The Prometheans, a new foes to keep you on your toes

What we are looking at is almost the perfect Halo 4 campaign experience. There are a few moments when you aren't sure where you should be heading or what your objective is, but most of the time Cortana chimes in with a timely prompt. The game also sometimes sees you stuck in the scenery if you explore the fringes of an area. This is at its worst in the jungle stages. However, the compensation for this is the sheer beauty of this stage, it is breathtaking.

Halo 4 also provides a co-op mode which we are yet to sample and a multiplayer experience which is looking every bit as brilliant as fans would expect.

Verdict

A solid candidate for game of the year and another “must buy” experience that will keep the Halo name at the top of many wish lists.

Gizmag Rating 9/10

Images provided courtesy of Microsoft

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6 Comments

excellent review. great read, thanks!

Avi Patel
1st November, 2012 @ 10:03 pm PDT

Not a single bad thing to say? At all?

Usually that's not a good sign about the quality of a review, or the author, or the game in question.

John Routledge
2nd November, 2012 @ 02:48 am PDT

These were critical comments, perhaps you missed them:

"There are a few moments when you aren't sure where you should be heading or what your objective is, but most of the time Cortana chimes in with a timely prompt. The game also sometimes sees you stuck in the scenery if you explore the fringes of an area. This is at its worst in the jungle stages."

Steve Polak
2nd November, 2012 @ 05:16 am PDT

As a die hard Halo fan I was anxiously awaiting the release of Halo 4. Had it on pre-order and it arrived as promised on release date. I agree with Steve's review 100 percent... There were a couple of points where I missed what Cortana said and was unsure what to do so I just shot at the enemy till she reminded me. 11 Days in and I have played the campaign through on Easy... Two more passes for Hard and Insane... But that will take time. Meantime the Infinity Multiplayer option and Spartan Ops will keep me busy and the first 5 missions have got me hooked.

Crits? Back in the day... 10 years ago when Halo was released there was one level that really annoyed me. That one where you are racing through the exploding ship trying to get out before it crashes into the Halo... I hated it. It required a particular route, particular timing and there was no room for errors... The 'Death Star' homage in Halo 4 reminds me of that... Fortunately it doesn't go on as long, isn't quite as critical and has a good mission to wrap that level up.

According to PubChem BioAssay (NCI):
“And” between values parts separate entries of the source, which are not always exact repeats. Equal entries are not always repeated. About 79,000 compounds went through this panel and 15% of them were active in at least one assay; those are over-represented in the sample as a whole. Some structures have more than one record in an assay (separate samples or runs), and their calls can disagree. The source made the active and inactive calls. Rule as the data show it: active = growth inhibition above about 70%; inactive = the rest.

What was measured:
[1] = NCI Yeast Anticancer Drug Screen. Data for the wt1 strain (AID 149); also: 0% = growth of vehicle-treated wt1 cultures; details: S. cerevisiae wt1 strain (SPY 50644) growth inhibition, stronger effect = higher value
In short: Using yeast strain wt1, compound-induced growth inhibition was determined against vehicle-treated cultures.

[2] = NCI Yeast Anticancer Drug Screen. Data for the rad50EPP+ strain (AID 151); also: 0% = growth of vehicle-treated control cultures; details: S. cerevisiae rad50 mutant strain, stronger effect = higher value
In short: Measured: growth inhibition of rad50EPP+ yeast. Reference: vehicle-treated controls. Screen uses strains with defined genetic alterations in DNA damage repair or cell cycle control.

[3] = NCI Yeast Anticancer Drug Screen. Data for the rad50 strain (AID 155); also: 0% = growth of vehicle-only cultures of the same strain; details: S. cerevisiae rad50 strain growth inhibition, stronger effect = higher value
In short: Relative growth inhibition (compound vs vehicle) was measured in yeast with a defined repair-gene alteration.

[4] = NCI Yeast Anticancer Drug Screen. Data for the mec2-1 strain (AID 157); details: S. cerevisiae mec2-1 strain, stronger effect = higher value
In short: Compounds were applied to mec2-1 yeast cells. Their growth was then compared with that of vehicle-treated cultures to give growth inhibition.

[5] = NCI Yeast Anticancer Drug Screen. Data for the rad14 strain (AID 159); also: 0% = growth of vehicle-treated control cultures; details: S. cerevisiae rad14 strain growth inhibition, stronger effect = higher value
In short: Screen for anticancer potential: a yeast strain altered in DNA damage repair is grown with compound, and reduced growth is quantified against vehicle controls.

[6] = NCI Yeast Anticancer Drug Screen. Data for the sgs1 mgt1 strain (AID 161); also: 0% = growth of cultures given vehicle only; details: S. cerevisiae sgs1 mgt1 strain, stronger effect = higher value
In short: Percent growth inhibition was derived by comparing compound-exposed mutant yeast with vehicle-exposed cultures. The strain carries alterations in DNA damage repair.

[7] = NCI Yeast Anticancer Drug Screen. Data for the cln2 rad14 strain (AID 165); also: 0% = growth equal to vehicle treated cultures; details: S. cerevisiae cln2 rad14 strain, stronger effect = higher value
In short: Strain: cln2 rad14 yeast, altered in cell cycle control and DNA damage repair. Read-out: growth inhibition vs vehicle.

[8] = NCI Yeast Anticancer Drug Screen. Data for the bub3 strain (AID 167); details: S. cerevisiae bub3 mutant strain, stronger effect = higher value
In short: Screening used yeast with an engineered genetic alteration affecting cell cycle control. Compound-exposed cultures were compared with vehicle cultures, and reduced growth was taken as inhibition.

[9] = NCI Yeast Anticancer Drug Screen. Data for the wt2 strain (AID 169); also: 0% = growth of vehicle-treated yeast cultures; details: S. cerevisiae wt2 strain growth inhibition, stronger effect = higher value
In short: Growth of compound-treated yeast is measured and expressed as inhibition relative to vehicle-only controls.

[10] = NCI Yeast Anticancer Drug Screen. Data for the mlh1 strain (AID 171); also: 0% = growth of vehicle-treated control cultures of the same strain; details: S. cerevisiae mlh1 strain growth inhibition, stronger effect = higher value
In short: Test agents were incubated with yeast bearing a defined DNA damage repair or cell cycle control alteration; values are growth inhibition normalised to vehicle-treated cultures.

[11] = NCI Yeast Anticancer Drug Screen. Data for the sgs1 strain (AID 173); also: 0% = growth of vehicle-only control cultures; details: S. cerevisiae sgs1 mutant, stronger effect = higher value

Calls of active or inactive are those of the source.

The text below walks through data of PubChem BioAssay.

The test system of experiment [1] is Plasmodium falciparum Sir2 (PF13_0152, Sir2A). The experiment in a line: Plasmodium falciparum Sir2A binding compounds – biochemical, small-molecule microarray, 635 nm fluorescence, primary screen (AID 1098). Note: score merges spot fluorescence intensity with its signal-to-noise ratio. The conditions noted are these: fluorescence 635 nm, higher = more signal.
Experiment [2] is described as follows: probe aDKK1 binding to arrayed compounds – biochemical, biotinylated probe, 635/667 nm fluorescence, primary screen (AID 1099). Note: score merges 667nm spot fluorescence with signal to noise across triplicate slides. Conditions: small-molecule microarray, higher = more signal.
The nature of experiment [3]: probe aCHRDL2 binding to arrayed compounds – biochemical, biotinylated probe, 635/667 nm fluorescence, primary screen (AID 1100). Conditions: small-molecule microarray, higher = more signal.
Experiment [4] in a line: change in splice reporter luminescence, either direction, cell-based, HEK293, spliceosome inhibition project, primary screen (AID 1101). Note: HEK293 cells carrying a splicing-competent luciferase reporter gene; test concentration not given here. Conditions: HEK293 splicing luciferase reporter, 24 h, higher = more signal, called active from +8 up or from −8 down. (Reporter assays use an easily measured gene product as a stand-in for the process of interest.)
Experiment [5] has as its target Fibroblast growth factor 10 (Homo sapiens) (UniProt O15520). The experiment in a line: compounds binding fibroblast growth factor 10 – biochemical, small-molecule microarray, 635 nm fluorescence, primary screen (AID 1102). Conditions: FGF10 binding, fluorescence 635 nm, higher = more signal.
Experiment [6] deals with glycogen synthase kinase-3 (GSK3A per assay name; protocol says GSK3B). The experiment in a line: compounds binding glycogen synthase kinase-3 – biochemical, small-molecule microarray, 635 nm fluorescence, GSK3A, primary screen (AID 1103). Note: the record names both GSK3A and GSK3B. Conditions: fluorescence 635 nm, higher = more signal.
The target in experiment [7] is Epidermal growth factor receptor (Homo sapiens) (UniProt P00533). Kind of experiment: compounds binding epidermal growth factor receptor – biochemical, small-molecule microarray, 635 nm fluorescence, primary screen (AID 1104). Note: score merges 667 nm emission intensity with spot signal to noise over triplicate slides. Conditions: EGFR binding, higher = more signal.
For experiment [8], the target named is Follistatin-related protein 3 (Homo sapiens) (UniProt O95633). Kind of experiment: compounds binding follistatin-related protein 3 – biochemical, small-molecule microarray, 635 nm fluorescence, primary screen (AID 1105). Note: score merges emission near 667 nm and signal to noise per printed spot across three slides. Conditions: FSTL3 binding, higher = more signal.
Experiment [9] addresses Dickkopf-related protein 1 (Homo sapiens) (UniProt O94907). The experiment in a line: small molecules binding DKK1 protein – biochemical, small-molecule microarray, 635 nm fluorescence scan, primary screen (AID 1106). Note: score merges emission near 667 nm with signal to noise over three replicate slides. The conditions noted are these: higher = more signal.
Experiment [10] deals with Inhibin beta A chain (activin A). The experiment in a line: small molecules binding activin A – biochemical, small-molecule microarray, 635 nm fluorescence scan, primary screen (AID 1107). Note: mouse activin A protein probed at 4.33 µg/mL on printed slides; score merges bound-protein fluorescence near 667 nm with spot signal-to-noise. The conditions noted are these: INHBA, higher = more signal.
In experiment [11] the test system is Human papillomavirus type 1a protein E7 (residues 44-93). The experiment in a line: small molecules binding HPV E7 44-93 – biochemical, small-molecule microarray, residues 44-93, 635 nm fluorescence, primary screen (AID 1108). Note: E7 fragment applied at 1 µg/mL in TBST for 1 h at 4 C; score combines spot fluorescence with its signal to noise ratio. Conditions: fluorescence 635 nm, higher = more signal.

But here's the kicker... I remember thinking halfway through that "They have done it all over again..." I think I meant an annoyingly frustrating level, but it isn't. What 'THEY' have done all over again is get their hooks into me with the latest volume in the Halo franchise..

'THEY' being 343 Industries... New kids on the block? Really? This is a game that is lovingly crafted. These people care about the Master-Chief and Cortana. The storyline gets better and better...

Oh and when the titles roll at the end it isn't all over. Stick around, sit tight and listen up. Keep your eyes on the screen and listen and maybe you will see that 343 are only just getting started.

Welcome back Chief!

Peter Roe
15th November, 2012 @ 03:46 pm PST

Very good call Peter. I think the game is more refined than recent outings. The post script is both humble and yet inspiring and the gameworld feels as solid and believable as ever, probably more so. Halo 4 certainly grabs your attention more than ODST or reach for me. What did you think of the Prometheans, their story and their weapons. Lots of room there for the blanks to be filled in over successive instalments and clearly there is room for both more Promethan weapons and units. I dare say a Promethean homeworld visit will also bob up on the agenda and could be quite exciting. How did you feel about using the auto turret to conserve ammo? I kinda like it, but felt I was taking advantage of the game design when I did.

Steve Polak
15th November, 2012 @ 10:29 pm PST

Honestly, I was really disappointed with the story telling. There is no real "oh sh*t, a forerunner world!" moment. Cortana and the Chief just seem to magically know what the heck a Didact is. When they meet up with the new Spartan IV's, there is no moment of wondering if they're one of his old colleagues, because she has her helmet off to reveal her perfect hair.

Really? Because I thought Spartans were super-soldiers, trained and disciplined. Taking your helmet off in a battle zone? It's like someone decided after ODST that Halo needed to have cartoon characters.

Halo 3 was a disappointment to me because of its short campaign and weak narrative and every game since has continued to fail. Halo 4 makes it look positively inspired.

I've heard the argument that story doesn't matter in a shooter. That's crap. Halo 2 had a fantastic story line that changed the faceless enemy into a complex, impressive foe that might, under the right circumstances, find itself not wanting to obliterate humanity. It was a sequel done right.

I'm sure that the multiplayer will continue to satisfy, but I fail to see anything new or innovative in it. The gameplay overall is just hit button, shoot things, hit button, repeat. The levels have none of the spread out feel of Halo 3 or Reach. You're pushed through a narrow, linear hallway yet again. It's like the only new thing that Halo manages to do is steal from Modern Warfare... which takes away from the inherit reason you continue to play Halo for its own multiplayer feel.

Also, duel wielding is still absent. I've never understood why removing features that provide definition in a crowded shooter market is considered a good move.

What can I say good about it? It is pretty. For a console. Compared to PC games, it looks like what you might expect out of a AAA title 2 or 3 years ago or something from a smaller studio today. That is to say, I'm impressed at what they managed to squeeze out of that old hardware, but I can't look at this like it's a market-defining game.

Halo, you've fallen so far.

Racqia Dvorak
17th November, 2012 @ 07:56 am PST